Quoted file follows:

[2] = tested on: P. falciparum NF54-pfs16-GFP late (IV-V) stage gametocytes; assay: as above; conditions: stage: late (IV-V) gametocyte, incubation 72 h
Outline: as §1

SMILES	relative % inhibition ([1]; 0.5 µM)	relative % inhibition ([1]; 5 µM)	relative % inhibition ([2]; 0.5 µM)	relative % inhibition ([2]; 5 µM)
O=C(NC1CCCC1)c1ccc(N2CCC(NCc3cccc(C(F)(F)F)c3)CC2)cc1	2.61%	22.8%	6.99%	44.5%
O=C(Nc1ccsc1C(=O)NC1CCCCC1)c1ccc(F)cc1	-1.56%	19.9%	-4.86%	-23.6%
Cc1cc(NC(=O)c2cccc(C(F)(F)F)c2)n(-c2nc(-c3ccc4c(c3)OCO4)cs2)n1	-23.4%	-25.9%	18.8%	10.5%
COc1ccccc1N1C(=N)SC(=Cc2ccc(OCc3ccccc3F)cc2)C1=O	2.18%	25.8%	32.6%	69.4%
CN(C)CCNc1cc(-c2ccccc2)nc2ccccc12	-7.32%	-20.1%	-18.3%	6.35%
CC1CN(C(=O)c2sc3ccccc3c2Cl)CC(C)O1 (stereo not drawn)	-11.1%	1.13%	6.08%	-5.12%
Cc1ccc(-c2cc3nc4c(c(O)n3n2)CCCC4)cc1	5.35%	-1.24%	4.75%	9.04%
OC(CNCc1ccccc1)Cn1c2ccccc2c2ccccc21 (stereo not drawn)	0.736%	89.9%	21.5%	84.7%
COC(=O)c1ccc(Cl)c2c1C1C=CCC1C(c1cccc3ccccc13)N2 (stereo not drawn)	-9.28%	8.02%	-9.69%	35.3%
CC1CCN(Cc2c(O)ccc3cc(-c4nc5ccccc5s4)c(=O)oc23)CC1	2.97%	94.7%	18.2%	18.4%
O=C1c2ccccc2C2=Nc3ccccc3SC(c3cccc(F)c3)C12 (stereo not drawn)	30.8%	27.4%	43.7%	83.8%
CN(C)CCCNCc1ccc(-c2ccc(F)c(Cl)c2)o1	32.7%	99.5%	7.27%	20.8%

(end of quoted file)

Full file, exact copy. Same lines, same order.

[2] = tested on: P. falciparum NF54-pfs16-GFP late (IV-V) stage gametocytes; assay: as above; conditions: stage: late (IV-V) gametocyte, incubation 72 h
Outline: as §1

SMILES	relative % inhibition ([1]; 0.5 µM)	relative % inhibition ([1]; 5 µM)	relative % inhibition ([2]; 0.5 µM)	relative % inhibition ([2]; 5 µM)
O=C(NC1CCCC1)c1ccc(N2CCC(NCc3cccc(C(F)(F)F)c3)CC2)cc1	2.61%	22.8%	6.99%	44.5%
O=C(Nc1ccsc1C(=O)NC1CCCCC1)c1ccc(F)cc1	-1.56%	19.9%	-4.86%	-23.6%
Cc1cc(NC(=O)c2cccc(C(F)(F)F)c2)n(-c2nc(-c3ccc4c(c3)OCO4)cs2)n1	-23.4%	-25.9%	18.8%	10.5%
COc1ccccc1N1C(=N)SC(=Cc2ccc(OCc3ccccc3F)cc2)C1=O	2.18%	25.8%	32.6%	69.4%
CN(C)CCNc1cc(-c2ccccc2)nc2ccccc12	-7.32%	-20.1%	-18.3%	6.35%
CC1CN(C(=O)c2sc3ccccc3c2Cl)CC(C)O1 (stereo not drawn)	-11.1%	1.13%	6.08%	-5.12%
Cc1ccc(-c2cc3nc4c(c(O)n3n2)CCCC4)cc1	5.35%	-1.24%	4.75%	9.04%
OC(CNCc1ccccc1)Cn1c2ccccc2c2ccccc21 (stereo not drawn)	0.736%	89.9%	21.5%	84.7%
COC(=O)c1ccc(Cl)c2c1C1C=CCC1C(c1cccc3ccccc13)N2 (stereo not drawn)	-9.28%	8.02%	-9.69%	35.3%
CC1CCN(Cc2c(O)ccc3cc(-c4nc5ccccc5s4)c(=O)oc23)CC1	2.97%	94.7%	18.2%	18.4%
O=C1c2ccccc2C2=Nc3ccccc3SC(c3cccc(F)c3)C12 (stereo not drawn)	30.8%	27.4%	43.7%	83.8%
CN(C)CCCNCc1ccc(-c2ccc(F)c(Cl)c2)o1	32.7%	99.5%	7.27%	20.8%